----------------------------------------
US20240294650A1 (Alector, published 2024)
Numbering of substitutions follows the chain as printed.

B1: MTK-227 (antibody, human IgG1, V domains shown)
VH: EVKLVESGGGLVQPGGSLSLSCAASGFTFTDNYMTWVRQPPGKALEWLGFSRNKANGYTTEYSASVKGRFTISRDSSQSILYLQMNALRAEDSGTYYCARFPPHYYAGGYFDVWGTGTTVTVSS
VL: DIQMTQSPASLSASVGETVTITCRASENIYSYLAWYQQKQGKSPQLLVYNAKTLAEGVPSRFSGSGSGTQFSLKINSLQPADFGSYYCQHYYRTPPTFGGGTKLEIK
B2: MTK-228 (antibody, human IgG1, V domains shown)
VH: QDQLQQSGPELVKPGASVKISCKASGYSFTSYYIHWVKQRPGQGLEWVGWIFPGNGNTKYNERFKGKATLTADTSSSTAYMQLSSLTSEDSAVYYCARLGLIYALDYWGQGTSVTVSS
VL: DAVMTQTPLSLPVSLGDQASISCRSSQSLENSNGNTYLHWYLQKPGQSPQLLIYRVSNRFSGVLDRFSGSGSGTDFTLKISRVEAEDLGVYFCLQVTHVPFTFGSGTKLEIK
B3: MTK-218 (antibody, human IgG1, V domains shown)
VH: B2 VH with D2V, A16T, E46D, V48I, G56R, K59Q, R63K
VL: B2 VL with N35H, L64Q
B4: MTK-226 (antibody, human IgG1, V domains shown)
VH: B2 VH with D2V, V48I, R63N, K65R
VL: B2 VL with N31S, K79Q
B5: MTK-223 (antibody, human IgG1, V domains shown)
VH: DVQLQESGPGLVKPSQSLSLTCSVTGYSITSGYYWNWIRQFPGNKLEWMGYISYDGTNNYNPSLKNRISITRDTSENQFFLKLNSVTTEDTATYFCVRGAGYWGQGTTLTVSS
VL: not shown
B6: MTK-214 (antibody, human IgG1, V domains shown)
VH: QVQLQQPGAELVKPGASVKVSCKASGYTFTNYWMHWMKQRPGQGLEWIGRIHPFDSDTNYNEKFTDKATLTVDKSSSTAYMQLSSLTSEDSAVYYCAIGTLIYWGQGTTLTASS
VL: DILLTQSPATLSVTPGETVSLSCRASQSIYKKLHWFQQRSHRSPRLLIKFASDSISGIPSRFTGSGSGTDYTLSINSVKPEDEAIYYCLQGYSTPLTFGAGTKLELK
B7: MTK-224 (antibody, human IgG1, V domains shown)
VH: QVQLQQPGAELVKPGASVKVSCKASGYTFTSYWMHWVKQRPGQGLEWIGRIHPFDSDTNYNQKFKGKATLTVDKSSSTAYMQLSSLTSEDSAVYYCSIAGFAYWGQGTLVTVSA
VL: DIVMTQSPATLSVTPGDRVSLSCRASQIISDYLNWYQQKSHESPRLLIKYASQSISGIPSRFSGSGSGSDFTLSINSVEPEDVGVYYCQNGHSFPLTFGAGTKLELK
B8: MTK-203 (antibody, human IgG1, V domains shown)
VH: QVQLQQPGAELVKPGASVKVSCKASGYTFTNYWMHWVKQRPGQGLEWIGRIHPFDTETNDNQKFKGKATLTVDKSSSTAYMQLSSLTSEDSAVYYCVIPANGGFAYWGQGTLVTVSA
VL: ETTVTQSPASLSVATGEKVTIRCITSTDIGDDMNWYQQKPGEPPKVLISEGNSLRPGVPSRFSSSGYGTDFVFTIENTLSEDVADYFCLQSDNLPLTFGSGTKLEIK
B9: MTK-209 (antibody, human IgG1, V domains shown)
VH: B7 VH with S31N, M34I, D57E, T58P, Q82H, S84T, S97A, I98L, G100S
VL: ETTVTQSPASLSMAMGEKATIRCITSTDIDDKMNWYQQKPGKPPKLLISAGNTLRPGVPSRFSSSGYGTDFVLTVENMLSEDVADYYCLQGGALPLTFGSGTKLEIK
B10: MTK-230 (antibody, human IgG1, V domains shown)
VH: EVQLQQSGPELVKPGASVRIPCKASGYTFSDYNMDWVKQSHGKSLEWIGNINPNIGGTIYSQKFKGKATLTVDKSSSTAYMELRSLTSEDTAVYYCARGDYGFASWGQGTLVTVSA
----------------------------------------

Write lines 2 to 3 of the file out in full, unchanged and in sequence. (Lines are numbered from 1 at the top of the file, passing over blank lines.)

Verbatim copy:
Numbering of substitutions follows the chain as printed.

B1: MTK-227 (antibody, human IgG1, V domains shown)